Sam Slater, senior VP of global operations at Crane Worldwide Logistics, agrees, saying that many supply chain workers see technology as a means for their employer to compete in a tough market, and that this gives them a sense of security.

“People want to be assured their organisation is positioned to compete,” he says. “They see technology as a key component of that competitiveness.”

Slater offers examples of where Crane has achieved a synergy between people and tech – Loseby’s elusive ‘sweet spot’.

He says the company has an automated online learning management system that can be used for personal development plans, as well as a global reporting system that can be accessed by any Crane employee, at any time, from their smartphone.

Slater continues: “In fleet management, automation has reduced wait-times and the matching of loads. The more the wheel turns, the more money people make – and this contributes significantly to their retention.

When it comes to automation, Slater believes the key to success is always leadership: “The worst thing is to make the process more complex than necessary. This will always be an industry built and run by people. Technology does not replace leadership.”

Digital transformation cannot be rushed - Loseby

Successfully rolling out automation in white-collar supply environments, such as procurement, is arguably more nuanced and layered than in blue collar settings, such as warehouses. Yet, says Loseby, this doesn’t stop many companies from trying to run before they can walk.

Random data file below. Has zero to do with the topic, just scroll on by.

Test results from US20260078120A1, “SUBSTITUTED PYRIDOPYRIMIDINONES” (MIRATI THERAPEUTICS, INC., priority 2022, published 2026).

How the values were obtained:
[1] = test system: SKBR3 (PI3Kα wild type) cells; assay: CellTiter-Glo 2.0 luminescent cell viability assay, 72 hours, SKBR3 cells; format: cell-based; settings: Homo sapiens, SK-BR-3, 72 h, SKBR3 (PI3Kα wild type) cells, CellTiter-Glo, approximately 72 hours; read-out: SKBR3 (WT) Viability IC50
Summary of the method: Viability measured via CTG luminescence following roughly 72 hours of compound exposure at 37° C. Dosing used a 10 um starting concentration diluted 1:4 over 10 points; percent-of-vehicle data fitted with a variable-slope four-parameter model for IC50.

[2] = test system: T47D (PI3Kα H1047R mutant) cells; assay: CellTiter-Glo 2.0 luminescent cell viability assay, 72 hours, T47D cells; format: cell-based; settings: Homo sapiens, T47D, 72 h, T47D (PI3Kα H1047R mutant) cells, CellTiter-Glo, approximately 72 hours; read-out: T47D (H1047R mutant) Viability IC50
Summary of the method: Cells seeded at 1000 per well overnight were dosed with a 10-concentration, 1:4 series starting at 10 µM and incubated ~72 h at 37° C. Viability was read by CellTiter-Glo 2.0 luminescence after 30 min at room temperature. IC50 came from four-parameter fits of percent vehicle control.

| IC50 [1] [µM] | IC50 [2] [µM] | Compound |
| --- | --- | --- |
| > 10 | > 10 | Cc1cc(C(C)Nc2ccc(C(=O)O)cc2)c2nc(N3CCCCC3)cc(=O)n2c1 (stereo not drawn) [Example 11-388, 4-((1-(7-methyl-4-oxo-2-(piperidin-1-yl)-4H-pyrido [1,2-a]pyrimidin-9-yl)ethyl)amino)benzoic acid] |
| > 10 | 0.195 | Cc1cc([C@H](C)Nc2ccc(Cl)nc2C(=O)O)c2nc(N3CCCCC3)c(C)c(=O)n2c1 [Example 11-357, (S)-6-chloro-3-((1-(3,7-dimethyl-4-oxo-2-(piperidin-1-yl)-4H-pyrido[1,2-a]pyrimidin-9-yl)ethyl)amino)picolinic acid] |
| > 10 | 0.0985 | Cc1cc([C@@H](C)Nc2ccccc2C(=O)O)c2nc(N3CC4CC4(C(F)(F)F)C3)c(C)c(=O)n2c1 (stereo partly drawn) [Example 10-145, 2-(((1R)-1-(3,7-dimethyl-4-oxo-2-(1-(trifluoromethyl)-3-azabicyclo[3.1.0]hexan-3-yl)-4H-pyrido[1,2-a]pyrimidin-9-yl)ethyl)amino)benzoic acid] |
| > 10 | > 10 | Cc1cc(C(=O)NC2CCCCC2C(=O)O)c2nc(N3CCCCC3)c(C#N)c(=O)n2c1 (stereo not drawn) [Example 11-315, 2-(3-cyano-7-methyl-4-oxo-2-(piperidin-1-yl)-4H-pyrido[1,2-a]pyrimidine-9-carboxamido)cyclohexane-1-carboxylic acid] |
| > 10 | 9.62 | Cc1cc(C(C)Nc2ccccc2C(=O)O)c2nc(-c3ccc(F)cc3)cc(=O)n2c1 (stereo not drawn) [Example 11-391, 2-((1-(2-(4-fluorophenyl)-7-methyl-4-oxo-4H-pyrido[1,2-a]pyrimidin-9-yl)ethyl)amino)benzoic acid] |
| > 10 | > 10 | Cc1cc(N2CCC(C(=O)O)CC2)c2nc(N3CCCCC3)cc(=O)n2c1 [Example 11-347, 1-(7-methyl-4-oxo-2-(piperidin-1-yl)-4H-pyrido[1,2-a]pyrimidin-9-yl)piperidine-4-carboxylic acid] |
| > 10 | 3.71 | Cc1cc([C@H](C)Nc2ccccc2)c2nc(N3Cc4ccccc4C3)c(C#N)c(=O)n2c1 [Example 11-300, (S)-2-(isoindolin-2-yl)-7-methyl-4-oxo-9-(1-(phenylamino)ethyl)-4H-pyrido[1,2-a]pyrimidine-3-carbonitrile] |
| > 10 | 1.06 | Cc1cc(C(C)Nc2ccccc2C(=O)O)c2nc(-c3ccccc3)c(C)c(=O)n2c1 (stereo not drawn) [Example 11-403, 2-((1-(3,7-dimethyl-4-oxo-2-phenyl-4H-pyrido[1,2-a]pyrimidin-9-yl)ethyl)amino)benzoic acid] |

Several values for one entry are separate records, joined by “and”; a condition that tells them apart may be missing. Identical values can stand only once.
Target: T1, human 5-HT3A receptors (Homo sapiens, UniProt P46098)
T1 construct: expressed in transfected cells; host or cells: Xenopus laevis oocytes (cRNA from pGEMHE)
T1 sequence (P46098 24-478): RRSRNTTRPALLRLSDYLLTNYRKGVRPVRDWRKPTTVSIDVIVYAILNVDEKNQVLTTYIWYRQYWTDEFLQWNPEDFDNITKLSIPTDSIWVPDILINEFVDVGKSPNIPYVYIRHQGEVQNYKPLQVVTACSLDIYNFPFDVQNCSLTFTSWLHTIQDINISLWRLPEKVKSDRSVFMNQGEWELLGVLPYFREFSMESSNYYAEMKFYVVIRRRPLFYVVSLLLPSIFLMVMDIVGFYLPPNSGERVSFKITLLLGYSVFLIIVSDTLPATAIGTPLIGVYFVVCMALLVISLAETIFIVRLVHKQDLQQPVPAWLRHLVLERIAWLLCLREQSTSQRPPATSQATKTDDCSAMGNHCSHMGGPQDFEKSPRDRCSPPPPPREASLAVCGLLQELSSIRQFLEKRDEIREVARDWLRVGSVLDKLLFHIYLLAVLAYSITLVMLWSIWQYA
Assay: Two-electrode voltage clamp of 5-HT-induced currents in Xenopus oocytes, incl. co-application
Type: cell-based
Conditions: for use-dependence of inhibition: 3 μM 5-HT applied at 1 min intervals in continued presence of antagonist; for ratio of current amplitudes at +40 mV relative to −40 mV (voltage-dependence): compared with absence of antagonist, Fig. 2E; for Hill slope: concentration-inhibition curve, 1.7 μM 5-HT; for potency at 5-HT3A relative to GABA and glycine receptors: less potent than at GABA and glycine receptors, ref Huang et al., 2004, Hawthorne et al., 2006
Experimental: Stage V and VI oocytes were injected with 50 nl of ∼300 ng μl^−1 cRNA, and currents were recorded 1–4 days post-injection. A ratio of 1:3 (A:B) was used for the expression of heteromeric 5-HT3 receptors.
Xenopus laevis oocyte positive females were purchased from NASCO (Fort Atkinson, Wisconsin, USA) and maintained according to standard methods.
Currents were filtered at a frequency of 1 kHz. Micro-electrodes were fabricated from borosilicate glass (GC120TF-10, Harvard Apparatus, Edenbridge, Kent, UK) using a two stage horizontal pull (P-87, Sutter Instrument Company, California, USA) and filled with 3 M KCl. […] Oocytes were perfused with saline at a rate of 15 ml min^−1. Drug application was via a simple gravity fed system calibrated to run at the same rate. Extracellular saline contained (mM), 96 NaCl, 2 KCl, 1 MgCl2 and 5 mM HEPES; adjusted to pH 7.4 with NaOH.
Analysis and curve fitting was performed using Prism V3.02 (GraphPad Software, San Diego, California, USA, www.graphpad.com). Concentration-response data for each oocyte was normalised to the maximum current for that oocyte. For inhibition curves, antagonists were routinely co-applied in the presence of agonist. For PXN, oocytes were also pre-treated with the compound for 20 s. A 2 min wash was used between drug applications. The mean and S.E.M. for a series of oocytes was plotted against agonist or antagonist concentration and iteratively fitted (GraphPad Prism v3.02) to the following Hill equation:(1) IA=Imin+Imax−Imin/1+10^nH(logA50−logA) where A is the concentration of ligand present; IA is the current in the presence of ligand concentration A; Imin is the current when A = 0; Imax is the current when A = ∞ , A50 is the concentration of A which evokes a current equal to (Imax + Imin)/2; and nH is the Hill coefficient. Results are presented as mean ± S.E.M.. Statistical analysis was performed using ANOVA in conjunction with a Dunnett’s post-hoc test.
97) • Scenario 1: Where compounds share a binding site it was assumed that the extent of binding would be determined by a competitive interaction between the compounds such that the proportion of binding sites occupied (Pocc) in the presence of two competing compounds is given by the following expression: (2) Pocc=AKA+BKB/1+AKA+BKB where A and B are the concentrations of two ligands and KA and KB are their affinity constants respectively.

“Typically, organisations don't assess their digital maturity,” he says. “If you want to go straight from a paper-based procurement system to an all-singing, all-dancing automated system, the best advice I can give you is: don't, because you'll kill your organisation.

“They need to plan their journey through several stages of development to reach digital maturity, and it’s a journey that has to take into account customers and suppliers, but most importantly, the workforce. Firms have to start by understanding their level of readiness for cutting-edge technology, in terms of management, organisational structures and skills.” 

In Loseby’s experience, the problem is often that senior managers “start from the wrong place”. 

“More often than not, the original business case for digital transformation will be that there will be a loss of headcount,” he says. “But, usually, this is not true.”

He says that, although AI and ML do take over what were once labour intensive tasks – such as contract renewals – this frees up those who once performed such tasks to be more strategic in their roles.

“So rather than cutting headcount, automation increases value, by allowing people to focus on tasks involving ESG, and partner and customer relations,” says Loseby.

He adds: “The key is to acknowledge your workers’ stake in the change process, and to give them opportunities to acquire new skills and to progress alongside the technical sophistication of the firm.

“With AI and ML, the skill sets you'll need on that journey will change, so involve the people that are going to be impacted early in the process, because they will need to take ownership of whatever the end-solution might look like.”